Tuesday, June 02, 2015

Cites & Insights 15:7 (July 2015) available

Cites & Insights 15:7 (July 2015) is now available for downloading at http://citesandinsights.info/civ15i7.pdf

This odd summer issue is 20 pages long.

If you're planning to read it online or on an e-device, you may prefer the 37-page one-column 6x9" edition, available at http://citesandinsights.info/civ15i7on.pdf

(Thanks to a change in software support, both versions should show boldface, have working hyperlinks, and have bookmarks.)

The issue includes:

The Front: The Open Access Landscape: An Interim View pp. 1-4

There's a new ebook and book out, containing all of the Open Access Landscape subject chapters--but with more material as well. You can't buy it as such, but a small donation to Cites & Insights will get you a link to the PDF and another link to pick up the 202-page (186+xvi) paperback for $7. You can donate at the Cites & Insights home page. (Also: Chapter 16 to show what's included, and some notes about the PDF changes in this issue.)

Perspective: Thinking about Libraries and Access, Take 2 pp. 4-11

My current personal beliefs about the present and future of OA--including cases where I know what I believe and I hope I'm wrong. Also the first "Thinking about Libraries and Access" (from nine years ago) and some brief notes.

Perspective: A Few Words, Part 1 pp. 11-20

Twenty years ago (as of ALA Annual, that is), I was pleasantly surprised with an unexpected award. This "essay" consists of anywhere from a sentence to a paragraph of (nearly all) my books and articles leading up to that award--from 1976 through 1994 in pretty much chronological order. You may find it amusing. Or not.

Monday, May 04, 2015

Cites & Insights 15:6 (June 2015) available

Cites & Insights 15:6 (June 2015) is now available for downloading at http://citesandinsights.info/civ15i6.pdf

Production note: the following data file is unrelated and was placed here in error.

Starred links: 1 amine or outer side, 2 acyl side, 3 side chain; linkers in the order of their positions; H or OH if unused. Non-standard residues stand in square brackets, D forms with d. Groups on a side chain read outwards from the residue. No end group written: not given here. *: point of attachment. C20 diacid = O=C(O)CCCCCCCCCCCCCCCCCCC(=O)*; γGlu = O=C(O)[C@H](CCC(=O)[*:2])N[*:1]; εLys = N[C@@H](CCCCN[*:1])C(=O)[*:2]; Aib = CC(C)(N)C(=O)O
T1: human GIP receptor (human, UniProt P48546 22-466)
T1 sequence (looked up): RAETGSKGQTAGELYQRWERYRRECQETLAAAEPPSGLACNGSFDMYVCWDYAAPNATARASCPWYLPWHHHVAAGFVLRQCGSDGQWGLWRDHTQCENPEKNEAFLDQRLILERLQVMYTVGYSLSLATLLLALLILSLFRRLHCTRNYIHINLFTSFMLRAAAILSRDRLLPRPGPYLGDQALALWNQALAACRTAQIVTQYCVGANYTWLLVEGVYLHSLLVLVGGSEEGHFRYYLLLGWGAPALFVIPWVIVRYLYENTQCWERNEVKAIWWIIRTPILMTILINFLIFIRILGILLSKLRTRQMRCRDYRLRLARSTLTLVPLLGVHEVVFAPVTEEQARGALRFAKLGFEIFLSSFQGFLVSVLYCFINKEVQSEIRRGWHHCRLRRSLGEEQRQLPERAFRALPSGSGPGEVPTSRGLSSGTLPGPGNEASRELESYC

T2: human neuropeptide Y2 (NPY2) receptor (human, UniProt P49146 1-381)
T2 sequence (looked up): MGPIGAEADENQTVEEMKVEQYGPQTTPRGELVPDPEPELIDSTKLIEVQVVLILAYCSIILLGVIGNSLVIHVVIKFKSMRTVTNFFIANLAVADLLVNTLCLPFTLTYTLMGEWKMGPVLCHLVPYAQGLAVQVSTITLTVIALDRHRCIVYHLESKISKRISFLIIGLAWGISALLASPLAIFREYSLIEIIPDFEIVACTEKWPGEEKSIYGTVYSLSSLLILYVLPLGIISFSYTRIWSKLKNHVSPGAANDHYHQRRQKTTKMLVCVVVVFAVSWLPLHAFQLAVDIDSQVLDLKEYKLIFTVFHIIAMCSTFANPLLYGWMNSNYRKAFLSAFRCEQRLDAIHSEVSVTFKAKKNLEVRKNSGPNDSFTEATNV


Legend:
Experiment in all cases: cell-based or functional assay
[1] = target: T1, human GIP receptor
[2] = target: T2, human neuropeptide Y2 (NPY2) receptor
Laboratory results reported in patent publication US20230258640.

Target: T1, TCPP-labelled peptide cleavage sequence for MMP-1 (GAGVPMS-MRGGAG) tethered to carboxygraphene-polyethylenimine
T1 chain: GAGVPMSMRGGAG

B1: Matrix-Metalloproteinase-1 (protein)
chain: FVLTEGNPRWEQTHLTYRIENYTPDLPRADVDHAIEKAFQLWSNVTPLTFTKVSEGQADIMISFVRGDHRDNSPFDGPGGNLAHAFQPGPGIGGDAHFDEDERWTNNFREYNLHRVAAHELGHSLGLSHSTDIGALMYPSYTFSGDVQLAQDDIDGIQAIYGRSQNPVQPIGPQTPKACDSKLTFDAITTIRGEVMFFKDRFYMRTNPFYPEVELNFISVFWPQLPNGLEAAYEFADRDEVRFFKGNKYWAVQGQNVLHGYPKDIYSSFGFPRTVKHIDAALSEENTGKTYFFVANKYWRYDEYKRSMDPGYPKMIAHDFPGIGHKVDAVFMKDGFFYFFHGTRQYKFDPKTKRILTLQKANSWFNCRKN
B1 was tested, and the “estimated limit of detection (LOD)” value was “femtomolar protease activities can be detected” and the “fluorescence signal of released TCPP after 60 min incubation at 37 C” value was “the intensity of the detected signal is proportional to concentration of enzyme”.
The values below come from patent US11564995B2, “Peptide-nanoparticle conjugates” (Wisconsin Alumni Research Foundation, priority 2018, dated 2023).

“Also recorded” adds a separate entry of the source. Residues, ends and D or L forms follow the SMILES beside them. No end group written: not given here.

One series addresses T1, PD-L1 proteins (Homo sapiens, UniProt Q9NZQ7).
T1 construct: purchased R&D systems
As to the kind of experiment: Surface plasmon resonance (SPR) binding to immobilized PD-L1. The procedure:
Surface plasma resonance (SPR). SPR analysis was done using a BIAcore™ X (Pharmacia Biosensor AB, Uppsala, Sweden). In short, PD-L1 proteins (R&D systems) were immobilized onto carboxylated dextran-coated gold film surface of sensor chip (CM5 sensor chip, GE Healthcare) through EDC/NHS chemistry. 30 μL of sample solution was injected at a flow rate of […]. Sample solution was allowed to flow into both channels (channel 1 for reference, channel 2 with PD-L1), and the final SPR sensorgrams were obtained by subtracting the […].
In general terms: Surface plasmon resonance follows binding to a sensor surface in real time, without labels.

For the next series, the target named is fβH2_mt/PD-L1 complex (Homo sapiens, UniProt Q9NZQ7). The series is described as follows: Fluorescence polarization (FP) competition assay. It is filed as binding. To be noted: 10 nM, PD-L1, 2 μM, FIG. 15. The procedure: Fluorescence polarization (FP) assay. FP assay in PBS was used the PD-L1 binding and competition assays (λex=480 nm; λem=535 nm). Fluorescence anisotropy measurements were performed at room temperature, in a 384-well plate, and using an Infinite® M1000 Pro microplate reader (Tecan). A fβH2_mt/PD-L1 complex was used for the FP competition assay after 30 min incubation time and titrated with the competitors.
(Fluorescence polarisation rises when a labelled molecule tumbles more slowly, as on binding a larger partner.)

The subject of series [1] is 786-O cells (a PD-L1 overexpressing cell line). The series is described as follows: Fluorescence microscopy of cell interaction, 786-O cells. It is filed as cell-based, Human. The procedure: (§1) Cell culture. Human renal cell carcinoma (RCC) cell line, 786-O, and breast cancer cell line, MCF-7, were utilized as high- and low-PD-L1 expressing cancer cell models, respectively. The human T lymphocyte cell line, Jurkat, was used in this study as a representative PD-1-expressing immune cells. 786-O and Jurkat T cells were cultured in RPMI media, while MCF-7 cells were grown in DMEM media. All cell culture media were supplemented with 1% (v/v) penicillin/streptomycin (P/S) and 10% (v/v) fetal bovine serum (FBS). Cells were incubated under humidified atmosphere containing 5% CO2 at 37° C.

The print-oriented two-column version is 24 pages long. For those reading online or on an e-device, or who wish to follow links in the issue, a 46-page single-column 6x9" version is available at http://citesandinsights.info/civ15i6on.pdf

The June 2015 issue includes:

The Front: Making It Easy, Making It Hard: A Personal Note on Counting Articles pp. 1-4

This oddity offers some notes on OA publishers and journals that make it easier--or harder--than usual to find out how many articles appear in a journal over a given year, from the utter simplicity of MDPI, SciELO and j-stage to the utter...well, read the article.

Intersections: Who Needs Open Access, Anyway? pp. 4-24

Noting and discussing a range of commentaries by people who are either "I'm all for OA, but..." (where the but is the most important word in that phrase) or discussing ways in which others attempt to undermine OA: clearing out two years of "oa-anti" tags.

Monday, April 06, 2015

Cites & Insights 15.5 (May 2015) available

The May 2015 Cites & Insights (15:5) is now available for downloading at http://citesandinsights.info/civ15i5.pdf

The 2-column print-oriented version is 24 pages long.

 If you're reading it online or on an e-reader (tablet, etc.), or if you want working links, you may prefer the one-column 6x9" version (46 pages long), available at http://citesandinsights.info/civ15i5on.pdf This issue includes:

The Front: The Open Access Landscape pp. 1-3